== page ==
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Professor emeritus Dave Pollard receives highest award of Geological Society

The award is given to geoscientists who have had a significant influence by means of a substantial body of excellent research in either or both 'pure' and 'applied' aspects of the science.

Rocks
Photo credit Unsplash

Dave Pollard, the Barney and Estelle Morris Professor of Earth Sciences, Emeritus, has been awarded the 2021 Wollaston Medal, the highest honor of the Geological Society of London.

The Wollaston Medal was established by the eminent British scientist William Hyde Wollaston (1766-1828) to promote “researches concerning the mineral structure of the Earth” … “or of the science of Geology in general.” Wollaston is credited with discovering the chemical elements palladium and rhodium.

Dave Pollard
Dave Pollard

Pollard’s research aims to understand how faults and fractures affect the flow of magma, groundwater, and hydrocarbons, and the crucial role fractures play in earthquake generation and volcanic eruption. He uses quantitative field data and principles of structural geology, combined with laboratory and computer modeling, to address fundamental questions about processes of faulting, fracturing and rock deformation.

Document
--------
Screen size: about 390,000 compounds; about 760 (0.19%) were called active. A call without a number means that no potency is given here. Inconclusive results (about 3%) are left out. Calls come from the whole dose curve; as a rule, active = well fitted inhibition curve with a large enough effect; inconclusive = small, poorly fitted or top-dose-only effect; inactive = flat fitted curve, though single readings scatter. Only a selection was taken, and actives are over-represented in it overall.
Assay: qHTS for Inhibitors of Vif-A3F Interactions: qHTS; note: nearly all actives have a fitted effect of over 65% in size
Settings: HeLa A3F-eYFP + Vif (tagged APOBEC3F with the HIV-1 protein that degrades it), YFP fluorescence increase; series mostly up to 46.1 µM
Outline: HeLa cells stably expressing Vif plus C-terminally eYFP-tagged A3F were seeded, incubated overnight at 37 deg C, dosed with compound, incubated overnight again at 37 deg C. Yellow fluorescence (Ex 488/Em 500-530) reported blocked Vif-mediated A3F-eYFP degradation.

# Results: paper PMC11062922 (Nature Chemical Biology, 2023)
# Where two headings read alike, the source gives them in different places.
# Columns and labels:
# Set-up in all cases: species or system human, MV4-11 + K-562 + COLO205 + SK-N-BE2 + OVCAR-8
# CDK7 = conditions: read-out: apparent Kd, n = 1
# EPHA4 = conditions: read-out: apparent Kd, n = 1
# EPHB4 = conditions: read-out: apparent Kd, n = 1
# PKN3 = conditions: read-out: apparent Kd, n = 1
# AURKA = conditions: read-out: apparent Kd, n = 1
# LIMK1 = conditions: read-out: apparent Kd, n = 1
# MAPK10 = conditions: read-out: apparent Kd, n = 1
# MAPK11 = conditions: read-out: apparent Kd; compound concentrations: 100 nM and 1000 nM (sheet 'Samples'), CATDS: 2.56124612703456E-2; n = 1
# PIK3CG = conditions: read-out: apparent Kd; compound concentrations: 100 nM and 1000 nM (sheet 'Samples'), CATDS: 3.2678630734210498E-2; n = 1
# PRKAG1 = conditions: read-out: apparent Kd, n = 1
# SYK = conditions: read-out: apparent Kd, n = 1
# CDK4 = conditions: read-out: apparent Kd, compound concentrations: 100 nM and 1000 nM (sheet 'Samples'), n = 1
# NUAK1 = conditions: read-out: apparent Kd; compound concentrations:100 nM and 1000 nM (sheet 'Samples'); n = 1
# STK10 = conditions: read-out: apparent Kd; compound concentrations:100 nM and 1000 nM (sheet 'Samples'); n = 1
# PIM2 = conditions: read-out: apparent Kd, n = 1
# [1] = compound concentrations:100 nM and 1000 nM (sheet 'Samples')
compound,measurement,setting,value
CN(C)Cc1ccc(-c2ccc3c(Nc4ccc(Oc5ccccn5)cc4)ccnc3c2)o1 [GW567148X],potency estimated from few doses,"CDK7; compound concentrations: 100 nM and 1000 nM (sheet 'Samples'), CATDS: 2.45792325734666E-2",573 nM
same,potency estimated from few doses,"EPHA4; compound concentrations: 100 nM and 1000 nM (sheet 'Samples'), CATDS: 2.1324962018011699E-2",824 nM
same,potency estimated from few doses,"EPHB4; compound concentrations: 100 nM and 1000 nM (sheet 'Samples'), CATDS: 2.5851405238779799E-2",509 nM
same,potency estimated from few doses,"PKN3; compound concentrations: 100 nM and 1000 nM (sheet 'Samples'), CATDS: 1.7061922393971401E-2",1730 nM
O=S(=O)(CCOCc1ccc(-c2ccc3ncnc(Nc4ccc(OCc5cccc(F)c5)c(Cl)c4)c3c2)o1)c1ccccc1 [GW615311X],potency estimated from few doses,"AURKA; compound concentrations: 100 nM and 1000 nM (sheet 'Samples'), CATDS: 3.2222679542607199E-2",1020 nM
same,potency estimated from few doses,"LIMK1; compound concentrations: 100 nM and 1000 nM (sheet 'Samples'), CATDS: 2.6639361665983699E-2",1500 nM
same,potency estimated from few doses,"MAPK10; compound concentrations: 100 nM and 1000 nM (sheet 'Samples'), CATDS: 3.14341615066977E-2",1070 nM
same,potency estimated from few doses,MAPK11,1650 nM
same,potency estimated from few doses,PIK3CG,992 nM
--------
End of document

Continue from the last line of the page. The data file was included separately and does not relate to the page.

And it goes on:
“Dave was a very prominent figure in structural geology during his years as an active faculty member at Stanford Earth,” said Stephan Graham, the Chester Naramore Dean of the School of Earth, Energy & Environmental Sciences (Stanford Earth). “His students occupy faculty positions, as well as positions in the petroleum industry.”

Pollard joins a group of distinguished scholars who have received the medal since it was first awarded in 1831, including Louis Agassiz (1836), Charles Darwin (1859), and Charles Lyell (1866).

“I was particularly pleased to see scientists on the list who I have greatly admired and patterned my career after, including William Hopkins (1850), Grove Karl Gilbert (1900), Osmond Fisher (1913), Arthur Holmes (1956), Hans Ramberg (1972), and John Graham Ramsay (1986),” Pollard said.

The Geological Society of London, which was founded in 1807, has over 12,000 members worldwide. The organization aims to improve knowledge and understanding of the Earth, to promote Earth science education and awareness, and to promote professional excellence and ethical standards in the work of Earth scientists, for the public good. Pollard, an emeritus professor of geological sciences, will be recognized during the society’s virtual awards ceremony on June 25.

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